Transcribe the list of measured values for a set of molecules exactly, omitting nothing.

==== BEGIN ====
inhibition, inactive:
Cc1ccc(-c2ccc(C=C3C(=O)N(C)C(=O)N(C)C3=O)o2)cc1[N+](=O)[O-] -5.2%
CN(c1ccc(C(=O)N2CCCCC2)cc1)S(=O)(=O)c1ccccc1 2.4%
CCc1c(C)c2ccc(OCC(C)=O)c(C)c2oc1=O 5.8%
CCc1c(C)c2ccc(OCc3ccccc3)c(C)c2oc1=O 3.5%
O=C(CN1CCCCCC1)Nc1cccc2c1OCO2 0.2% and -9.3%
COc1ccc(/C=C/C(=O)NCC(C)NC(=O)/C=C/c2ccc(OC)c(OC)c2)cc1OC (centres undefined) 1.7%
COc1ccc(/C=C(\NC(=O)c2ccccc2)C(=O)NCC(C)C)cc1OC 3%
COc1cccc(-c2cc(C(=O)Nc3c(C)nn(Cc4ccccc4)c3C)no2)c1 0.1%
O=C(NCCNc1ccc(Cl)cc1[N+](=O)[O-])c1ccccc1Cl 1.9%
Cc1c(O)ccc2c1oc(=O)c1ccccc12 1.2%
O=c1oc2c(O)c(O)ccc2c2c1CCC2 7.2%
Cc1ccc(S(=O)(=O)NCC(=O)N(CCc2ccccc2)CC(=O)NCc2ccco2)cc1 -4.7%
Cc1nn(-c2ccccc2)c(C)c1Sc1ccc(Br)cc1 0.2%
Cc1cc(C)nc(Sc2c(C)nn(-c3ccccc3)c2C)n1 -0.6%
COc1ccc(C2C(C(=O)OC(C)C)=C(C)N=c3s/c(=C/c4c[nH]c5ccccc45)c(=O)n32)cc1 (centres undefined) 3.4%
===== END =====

inhibition, inactive:
Cc1ccc(-c2ccc(C=C3C(=O)N(C)C(=O)N(C)C3=O)o2)cc1[N+](=O)[O-] -5.2%
CN(c1ccc(C(=O)N2CCCCC2)cc1)S(=O)(=O)c1ccccc1 2.4%
CCc1c(C)c2ccc(OCC(C)=O)c(C)c2oc1=O 5.8%
CCc1c(C)c2ccc(OCc3ccccc3)c(C)c2oc1=O 3.5%
O=C(CN1CCCCCC1)Nc1cccc2c1OCO2 0.2% and -9.3%
COc1ccc(/C=C/C(=O)NCC(C)NC(=O)/C=C/c2ccc(OC)c(OC)c2)cc1OC (centres undefined) 1.7%
COc1ccc(/C=C(\NC(=O)c2ccccc2)C(=O)NCC(C)C)cc1OC 3%
COc1cccc(-c2cc(C(=O)Nc3c(C)nn(Cc4ccccc4)c3C)no2)c1 0.1%
O=C(NCCNc1ccc(Cl)cc1[N+](=O)[O-])c1ccccc1Cl 1.9%
Cc1c(O)ccc2c1oc(=O)c1ccccc12 1.2%
O=c1oc2c(O)c(O)ccc2c2c1CCC2 7.2%
Cc1ccc(S(=O)(=O)NCC(=O)N(CCc2ccccc2)CC(=O)NCc2ccco2)cc1 -4.7%
Cc1nn(-c2ccccc2)c(C)c1Sc1ccc(Br)cc1 0.2%
Cc1cc(C)nc(Sc2c(C)nn(-c3ccccc3)c2C)n1 -0.6%
COc1ccc(C2C(C(=O)OC(C)C)=C(C)N=c3s/c(=C/c4c[nH]c5ccccc45)c(=O)n32)cc1 (centres undefined) 3.4%